New Graphic Memoir, Exhibit Pay Tribute to Playground Design
Julia Jacquette’s recently opened exhibit features images from her “graphic memoir,” which recall some of New York City’s most forward-thinking playgrounds.
An important part of artist Julia Jacquette’s recently opened survey exhibit, “Unrequited and Acts of Play,” started as a side project—more of a personal investigation than an artistic endeavor. Complementing the carefully executed paintings is Jacquette’s “graphic memoir,” which delves deep into her recollections playing in some of New York City’s most forward-thinking playgrounds.
Jacquette grew in Manhattan, in an environment that was very culture-conscious (her father is an architect, her mother a librarian with a very Modern sense of style, and her aunt is renowned feminist writer Jane Jacquette): Mies van der Rohe, the Seagram Building, and Marimeko were household names. In an interview, she recalled the impression of her mother’s grid-patterned black and white Marimeko coat-dress had on her. “That coat really seemed like a piece of architecture to me.” Elaborating further, she says: “I now realize that her sense of style was the equivalent of the bold modern architecture my father embraced.”
Later on, when Jacquette had become an established artist, she found out that the playground that had delighted her budding imagination was now gone. “Back then, I wasn’t cognizant of the design, but I remember feeling many play possibilities, the appeal of the structures, and how they connected somehow to one another. I remember thinking ‘I could spend hours here!’”, she comments. “Even as a kid it was clear to me that somebody had ‘figured out that space.’ There was a certain vocabulary, an underlying structure of repetition, but with variations within that repetition—the way there is in all great art and music, but it was done in a very simple and playful way.”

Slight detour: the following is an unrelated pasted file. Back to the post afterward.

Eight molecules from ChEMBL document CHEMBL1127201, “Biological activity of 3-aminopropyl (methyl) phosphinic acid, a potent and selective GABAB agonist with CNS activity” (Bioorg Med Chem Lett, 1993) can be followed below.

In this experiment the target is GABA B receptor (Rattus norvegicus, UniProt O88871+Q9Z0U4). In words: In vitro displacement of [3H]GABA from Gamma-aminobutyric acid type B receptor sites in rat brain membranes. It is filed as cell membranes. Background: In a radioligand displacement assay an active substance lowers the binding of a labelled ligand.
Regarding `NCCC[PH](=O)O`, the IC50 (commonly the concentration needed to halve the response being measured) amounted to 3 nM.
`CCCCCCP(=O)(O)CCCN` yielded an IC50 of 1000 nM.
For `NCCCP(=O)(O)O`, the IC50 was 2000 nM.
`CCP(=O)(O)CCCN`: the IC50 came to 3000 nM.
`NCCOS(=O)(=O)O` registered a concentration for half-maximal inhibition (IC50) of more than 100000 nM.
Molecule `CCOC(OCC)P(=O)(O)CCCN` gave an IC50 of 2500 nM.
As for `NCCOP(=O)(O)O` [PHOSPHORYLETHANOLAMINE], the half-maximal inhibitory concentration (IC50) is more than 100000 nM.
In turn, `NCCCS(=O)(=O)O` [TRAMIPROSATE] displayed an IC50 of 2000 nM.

Inspired by comic books, Jacquette embarked on a visual investigation of her memories with gouache studies of the playground. Creating the images helped her to understand more clearly the role design played in creating that environment and threw her into a broader investigation of other playgrounds by architects Richard Dattner; M. Paul Friedberg; Ross, Ryan, & Jacquette (her father’s firm) in New York City; and Aldo van Eyck in Amsterdam.
Tracy Adler, the Johnson-Pote Director of the Wellin Museum of Art, saw that these images told an important part of Jacquette’s development as an artist and so decided they should be framed and included in the show. These 60 drawings were also made into a book released in conjunction with the exhibit.
To develop a more interactive experience of the exhibit, associate director Megan Austin and Chris Harrison (in charge of exhibitions preparation) created “PlayScape,” an area adjacent to the exhibit where kids from the local community could indulge in their own discovery play within a setting inspired by some of the ideas in the book. Featuring cushioned large scale building blocks and modular forms, oversized Legos, felt boards, drawing tables, and even a digital smart board, the room was an instant hit with children, teenagers, and even adults. As Adler says, “The PlayScape has become a touchstone for relating art to the everyday experience. It enabled us to think more creatively about how museums utilize space as opportunities for engagement.”
February 18 through July 2, 2017,
Wellin Museum of Art at Hamilton College
198 College Hill Rd.
Clinton, NY 13323